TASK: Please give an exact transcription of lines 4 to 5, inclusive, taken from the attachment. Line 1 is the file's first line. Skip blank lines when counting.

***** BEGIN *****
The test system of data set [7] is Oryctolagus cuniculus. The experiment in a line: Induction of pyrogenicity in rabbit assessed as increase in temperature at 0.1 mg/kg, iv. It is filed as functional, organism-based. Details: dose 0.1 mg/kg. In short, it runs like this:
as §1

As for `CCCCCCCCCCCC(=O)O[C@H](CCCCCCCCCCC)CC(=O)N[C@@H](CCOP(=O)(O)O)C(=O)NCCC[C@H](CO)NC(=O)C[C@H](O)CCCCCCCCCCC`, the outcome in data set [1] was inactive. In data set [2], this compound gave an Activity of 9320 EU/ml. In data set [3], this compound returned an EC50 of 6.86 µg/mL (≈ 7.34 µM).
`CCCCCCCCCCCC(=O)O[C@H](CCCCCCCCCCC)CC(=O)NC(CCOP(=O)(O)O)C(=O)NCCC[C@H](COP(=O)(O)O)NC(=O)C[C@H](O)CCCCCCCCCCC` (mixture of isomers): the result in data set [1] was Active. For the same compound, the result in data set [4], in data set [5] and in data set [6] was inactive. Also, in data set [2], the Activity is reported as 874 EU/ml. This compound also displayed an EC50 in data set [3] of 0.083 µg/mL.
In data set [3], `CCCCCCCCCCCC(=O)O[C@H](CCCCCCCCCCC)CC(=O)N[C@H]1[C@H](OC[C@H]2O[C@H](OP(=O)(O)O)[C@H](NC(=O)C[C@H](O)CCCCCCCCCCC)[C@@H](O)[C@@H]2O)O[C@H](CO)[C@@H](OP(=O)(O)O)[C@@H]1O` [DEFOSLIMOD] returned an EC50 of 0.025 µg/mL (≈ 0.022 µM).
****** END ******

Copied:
`CCCCCCCCCCCC(=O)O[C@H](CCCCCCCCCCC)CC(=O)NC(CCOP(=O)(O)O)C(=O)NCCC[C@H](COP(=O)(O)O)NC(=O)C[C@H](O)CCCCCCCCCCC` (mixture of isomers): the result in data set [1] was Active. For the same compound, the result in data set [4], in data set [5] and in data set [6] was inactive. Also, in data set [2], the Activity is reported as 874 EU/ml. This compound also displayed an EC50 in data set [3] of 0.083 µg/mL.
In data set [3], `CCCCCCCCCCCC(=O)O[C@H](CCCCCCCCCCC)CC(=O)N[C@H]1[C@H](OC[C@H]2O[C@H](OP(=O)(O)O)[C@H](NC(=O)C[C@H](O)CCCCCCCCCCC)[C@@H](O)[C@@H]2O)O[C@H](CO)[C@@H](OP(=O)(O)O)[C@@H]1O` [DEFOSLIMOD] returned an EC50 of 0.025 µg/mL (≈ 0.022 µM).